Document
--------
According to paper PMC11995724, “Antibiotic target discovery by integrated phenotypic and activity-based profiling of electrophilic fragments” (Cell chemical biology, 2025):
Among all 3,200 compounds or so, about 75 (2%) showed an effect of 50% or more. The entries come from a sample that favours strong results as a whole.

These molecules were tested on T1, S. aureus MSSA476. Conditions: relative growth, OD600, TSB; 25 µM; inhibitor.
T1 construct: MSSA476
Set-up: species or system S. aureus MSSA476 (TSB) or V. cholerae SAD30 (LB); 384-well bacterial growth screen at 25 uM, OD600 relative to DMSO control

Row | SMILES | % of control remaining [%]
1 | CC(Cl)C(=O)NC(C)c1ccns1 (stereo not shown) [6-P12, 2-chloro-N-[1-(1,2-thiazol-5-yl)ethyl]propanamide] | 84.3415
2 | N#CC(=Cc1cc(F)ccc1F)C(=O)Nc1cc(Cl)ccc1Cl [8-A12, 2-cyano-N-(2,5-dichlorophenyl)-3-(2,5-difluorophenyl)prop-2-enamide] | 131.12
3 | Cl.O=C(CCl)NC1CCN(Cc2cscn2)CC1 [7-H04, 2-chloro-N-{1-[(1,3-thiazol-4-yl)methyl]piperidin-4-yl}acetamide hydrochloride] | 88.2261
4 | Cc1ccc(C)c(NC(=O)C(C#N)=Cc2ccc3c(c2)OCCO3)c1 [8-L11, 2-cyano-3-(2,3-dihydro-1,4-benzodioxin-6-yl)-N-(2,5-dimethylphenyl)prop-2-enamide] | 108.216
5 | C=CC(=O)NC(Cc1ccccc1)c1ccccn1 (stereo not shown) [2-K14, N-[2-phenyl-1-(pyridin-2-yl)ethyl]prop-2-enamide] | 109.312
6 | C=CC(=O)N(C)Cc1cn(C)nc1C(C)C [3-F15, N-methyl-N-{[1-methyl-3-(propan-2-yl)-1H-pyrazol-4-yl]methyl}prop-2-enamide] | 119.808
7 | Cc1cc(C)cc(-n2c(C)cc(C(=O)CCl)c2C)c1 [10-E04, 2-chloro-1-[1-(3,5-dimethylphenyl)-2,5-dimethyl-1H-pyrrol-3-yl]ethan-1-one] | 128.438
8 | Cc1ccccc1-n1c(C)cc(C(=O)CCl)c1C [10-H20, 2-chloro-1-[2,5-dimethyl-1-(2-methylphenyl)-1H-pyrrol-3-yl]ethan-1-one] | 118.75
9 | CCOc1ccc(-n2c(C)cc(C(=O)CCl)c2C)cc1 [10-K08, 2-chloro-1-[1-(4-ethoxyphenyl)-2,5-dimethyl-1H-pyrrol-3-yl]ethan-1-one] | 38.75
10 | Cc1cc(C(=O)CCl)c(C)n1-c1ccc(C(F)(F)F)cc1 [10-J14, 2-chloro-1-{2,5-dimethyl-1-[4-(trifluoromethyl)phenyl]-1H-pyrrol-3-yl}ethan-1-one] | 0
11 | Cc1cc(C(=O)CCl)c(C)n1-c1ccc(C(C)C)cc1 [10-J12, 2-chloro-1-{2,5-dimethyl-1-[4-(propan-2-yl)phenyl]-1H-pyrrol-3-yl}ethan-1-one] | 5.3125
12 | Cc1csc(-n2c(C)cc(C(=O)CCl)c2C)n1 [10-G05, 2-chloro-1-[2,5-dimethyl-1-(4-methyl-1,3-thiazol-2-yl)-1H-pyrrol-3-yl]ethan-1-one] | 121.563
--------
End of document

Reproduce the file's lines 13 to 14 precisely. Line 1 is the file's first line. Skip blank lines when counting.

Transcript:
7 | Cc1cc(C)cc(-n2c(C)cc(C(=O)CCl)c2C)c1 [10-E04, 2-chloro-1-[1-(3,5-dimethylphenyl)-2,5-dimethyl-1H-pyrrol-3-yl]ethan-1-one] | 128.438
8 | Cc1ccccc1-n1c(C)cc(C(=O)CCl)c1C [10-H20, 2-chloro-1-[2,5-dimethyl-1-(2-methylphenyl)-1H-pyrrol-3-yl]ethan-1-one] | 118.75